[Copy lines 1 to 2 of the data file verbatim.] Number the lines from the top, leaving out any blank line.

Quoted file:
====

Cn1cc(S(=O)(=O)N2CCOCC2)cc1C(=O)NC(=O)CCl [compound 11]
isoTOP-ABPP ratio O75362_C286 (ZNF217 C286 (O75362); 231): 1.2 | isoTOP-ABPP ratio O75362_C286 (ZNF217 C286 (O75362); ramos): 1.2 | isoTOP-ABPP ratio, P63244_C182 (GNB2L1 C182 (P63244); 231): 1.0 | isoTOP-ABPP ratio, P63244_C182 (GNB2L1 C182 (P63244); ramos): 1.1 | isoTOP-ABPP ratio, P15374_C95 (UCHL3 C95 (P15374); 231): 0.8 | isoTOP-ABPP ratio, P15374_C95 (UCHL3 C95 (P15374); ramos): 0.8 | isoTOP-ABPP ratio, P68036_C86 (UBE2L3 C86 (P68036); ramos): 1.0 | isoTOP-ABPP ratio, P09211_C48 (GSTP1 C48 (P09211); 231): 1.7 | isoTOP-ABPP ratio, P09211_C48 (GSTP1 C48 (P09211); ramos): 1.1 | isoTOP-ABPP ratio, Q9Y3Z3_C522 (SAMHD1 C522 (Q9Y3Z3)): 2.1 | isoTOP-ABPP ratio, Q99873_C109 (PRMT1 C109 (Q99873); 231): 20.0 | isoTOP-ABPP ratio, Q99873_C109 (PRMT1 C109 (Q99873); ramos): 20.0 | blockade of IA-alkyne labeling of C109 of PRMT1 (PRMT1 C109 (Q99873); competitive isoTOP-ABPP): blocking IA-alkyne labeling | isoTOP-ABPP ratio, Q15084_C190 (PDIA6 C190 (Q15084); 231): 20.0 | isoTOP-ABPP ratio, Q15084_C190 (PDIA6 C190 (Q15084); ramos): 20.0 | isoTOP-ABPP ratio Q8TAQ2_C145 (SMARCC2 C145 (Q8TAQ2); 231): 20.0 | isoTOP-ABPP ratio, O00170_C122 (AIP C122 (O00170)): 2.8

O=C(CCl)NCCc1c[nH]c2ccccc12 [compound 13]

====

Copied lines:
Cn1cc(S(=O)(=O)N2CCOCC2)cc1C(=O)NC(=O)CCl [compound 11]
isoTOP-ABPP ratio O75362_C286 (ZNF217 C286 (O75362); 231): 1.2 | isoTOP-ABPP ratio O75362_C286 (ZNF217 C286 (O75362); ramos): 1.2 | isoTOP-ABPP ratio, P63244_C182 (GNB2L1 C182 (P63244); 231): 1.0 | isoTOP-ABPP ratio, P63244_C182 (GNB2L1 C182 (P63244); ramos): 1.1 | isoTOP-ABPP ratio, P15374_C95 (UCHL3 C95 (P15374); 231): 0.8 | isoTOP-ABPP ratio, P15374_C95 (UCHL3 C95 (P15374); ramos): 0.8 | isoTOP-ABPP ratio, P68036_C86 (UBE2L3 C86 (P68036); ramos): 1.0 | isoTOP-ABPP ratio, P09211_C48 (GSTP1 C48 (P09211); 231): 1.7 | isoTOP-ABPP ratio, P09211_C48 (GSTP1 C48 (P09211); ramos): 1.1 | isoTOP-ABPP ratio, Q9Y3Z3_C522 (SAMHD1 C522 (Q9Y3Z3)): 2.1 | isoTOP-ABPP ratio, Q99873_C109 (PRMT1 C109 (Q99873); 231): 20.0 | isoTOP-ABPP ratio, Q99873_C109 (PRMT1 C109 (Q99873); ramos): 20.0 | blockade of IA-alkyne labeling of C109 of PRMT1 (PRMT1 C109 (Q99873); competitive isoTOP-ABPP): blocking IA-alkyne labeling | isoTOP-ABPP ratio, Q15084_C190 (PDIA6 C190 (Q15084); 231): 20.0 | isoTOP-ABPP ratio, Q15084_C190 (PDIA6 C190 (Q15084); ramos): 20.0 | isoTOP-ABPP ratio Q8TAQ2_C145 (SMARCC2 C145 (Q8TAQ2); 231): 20.0 | isoTOP-ABPP ratio, O00170_C122 (AIP C122 (O00170)): 2.8